Recently, I was scrolling on one of my social media feeds and I noticed an event that might interest me in a sponsored post. I took a screen capture of the post and kept scrolling as I didn’t have time in that moment to click through, look at more information and fill out a registration form. I forgot about it. Then a week later, a conversation with a colleague triggered my memory of the event. I went to look for date, pricing and registration information and could not find it despite my screen shot of the basic information. The event was not posted on the poster’s website, nor on the poster’s social media page. I private messaged the poster who explained that the link was incorporated into the original sponsored post that I had seen. This did me no good because my screen capture was an image and there was no link to click.
In retrospect, the event presented to me in my social media feed was one that interested me. Unfortunately, even the person responding to my private message did not send me the link for more information. Rather he simply explained that the link had been originally connected to the post that I had screen captured. By the time that another “clickable” sponsored post for the same event floated across my feed it was too late. My calendar was full for that event date, and I could not attend. The event did not sell out and they could have sold two more tickets had their team created a more seamless, frictionless way to book a reservation when I was moving from the interest stage to the decision stage.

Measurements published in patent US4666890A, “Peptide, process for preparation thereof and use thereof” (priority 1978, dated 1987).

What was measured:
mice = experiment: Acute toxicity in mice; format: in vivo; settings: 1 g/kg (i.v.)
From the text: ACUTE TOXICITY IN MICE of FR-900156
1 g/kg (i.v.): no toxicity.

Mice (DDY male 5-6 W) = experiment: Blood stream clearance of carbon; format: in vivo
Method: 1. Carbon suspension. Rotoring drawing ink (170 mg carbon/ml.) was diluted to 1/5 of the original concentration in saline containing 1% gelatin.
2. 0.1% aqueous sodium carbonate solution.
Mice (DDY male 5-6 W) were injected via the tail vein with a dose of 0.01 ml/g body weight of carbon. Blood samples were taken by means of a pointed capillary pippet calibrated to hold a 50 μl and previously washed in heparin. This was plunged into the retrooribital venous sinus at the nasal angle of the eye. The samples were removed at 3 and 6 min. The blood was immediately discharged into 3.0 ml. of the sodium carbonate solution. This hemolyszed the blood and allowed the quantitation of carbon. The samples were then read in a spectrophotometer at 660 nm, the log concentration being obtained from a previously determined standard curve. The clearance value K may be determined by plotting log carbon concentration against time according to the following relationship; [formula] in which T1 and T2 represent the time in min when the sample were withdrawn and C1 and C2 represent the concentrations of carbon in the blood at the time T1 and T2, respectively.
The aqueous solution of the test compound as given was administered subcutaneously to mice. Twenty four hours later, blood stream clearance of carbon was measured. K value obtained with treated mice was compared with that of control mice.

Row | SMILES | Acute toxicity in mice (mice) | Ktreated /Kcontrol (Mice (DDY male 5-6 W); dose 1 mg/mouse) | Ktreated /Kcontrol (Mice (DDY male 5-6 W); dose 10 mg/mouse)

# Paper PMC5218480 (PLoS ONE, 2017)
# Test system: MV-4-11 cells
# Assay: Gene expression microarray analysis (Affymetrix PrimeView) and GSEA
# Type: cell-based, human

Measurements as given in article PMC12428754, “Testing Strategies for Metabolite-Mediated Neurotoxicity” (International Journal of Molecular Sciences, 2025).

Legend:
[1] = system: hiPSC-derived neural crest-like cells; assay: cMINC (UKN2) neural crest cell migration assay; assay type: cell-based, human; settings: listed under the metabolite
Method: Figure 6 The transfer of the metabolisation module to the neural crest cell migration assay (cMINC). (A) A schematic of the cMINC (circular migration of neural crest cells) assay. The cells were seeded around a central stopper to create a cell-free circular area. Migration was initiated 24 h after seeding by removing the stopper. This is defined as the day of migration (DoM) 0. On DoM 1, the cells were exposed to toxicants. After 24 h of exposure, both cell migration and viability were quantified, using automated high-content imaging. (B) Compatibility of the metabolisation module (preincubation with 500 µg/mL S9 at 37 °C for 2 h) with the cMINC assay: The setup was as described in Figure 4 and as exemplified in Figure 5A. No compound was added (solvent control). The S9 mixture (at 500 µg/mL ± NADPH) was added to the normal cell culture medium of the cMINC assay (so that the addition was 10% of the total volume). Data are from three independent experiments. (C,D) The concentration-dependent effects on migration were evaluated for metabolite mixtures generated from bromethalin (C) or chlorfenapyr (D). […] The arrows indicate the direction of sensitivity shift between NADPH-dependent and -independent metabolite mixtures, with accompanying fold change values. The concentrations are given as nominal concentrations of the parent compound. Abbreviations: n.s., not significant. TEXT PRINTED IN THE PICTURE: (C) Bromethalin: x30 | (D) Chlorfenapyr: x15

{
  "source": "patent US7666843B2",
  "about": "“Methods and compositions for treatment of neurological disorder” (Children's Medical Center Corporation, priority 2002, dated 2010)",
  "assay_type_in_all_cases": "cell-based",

How many sales does your business lose when a prospect has done their research, would buy from you, yet an alternative source is easier to find, offers a more attractive deal, frictionless experience, or somehow makes an emotional connection?
During the consumer decision journey our prospects explore and evaluate alternative products and services during the interest phase, research results blend with experience, memory and learned preferences. These and other influences shape their behavior and determine a choice of one product over all of the others. Both past Google and McKinsey research indicates that each consumer creates their own unique path to making a purchase decision. The below customer journey diagram resulting from Google research in 2020 expresses this dynamic just prior to making a purchase.
In the same study, Google researchers observed six promotional tactics by sellers that that commonly impact final decisions by buyers. These tactics are:
- Category heuristics: Concise product descriptions simplify purchase decisions.
- Power of now: The longer you wait for a product, the weaker the offer becomes.
- Social proof: Reviews from others are persuasive.
- Scarcity bias: As availability decreases, the more desirable a product becomes.
- Authority bias: Decision influenced by an expert or trusted source.
- Power of free: Free gift with a purchase, may be a powerful motivator.
At purchase decision time Google researchers concluded that each of these tactics are powerful influences over the buyer. Also, when more than one or maybe even all six are aligned and used together they can become irresistible in closing the deal with the buyer.